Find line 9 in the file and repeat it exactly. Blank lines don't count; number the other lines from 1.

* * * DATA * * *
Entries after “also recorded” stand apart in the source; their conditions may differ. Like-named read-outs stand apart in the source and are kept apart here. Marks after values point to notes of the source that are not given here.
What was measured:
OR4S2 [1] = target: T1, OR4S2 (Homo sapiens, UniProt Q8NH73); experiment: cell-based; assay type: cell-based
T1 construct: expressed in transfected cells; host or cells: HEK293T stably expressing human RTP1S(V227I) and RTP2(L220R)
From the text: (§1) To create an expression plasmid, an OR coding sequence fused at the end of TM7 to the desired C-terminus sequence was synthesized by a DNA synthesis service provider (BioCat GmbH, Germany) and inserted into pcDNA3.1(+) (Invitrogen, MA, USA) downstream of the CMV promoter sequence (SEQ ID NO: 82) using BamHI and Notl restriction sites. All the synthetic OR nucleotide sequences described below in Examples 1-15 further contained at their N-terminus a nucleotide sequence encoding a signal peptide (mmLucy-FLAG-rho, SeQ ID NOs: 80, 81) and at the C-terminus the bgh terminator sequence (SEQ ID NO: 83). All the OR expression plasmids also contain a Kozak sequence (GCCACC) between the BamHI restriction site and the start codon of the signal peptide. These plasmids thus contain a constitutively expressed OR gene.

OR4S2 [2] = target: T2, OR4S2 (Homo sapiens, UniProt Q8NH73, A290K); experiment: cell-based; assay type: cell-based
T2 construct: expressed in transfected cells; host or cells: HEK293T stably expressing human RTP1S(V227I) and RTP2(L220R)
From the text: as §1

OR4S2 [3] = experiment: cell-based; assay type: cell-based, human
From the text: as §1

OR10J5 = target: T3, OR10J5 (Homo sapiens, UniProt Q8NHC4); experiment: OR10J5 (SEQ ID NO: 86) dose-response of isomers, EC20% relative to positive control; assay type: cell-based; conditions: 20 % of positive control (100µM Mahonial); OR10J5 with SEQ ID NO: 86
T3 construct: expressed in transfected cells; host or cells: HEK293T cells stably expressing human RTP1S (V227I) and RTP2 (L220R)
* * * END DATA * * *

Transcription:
OR4S2 [3] = experiment: cell-based; assay type: cell-based, human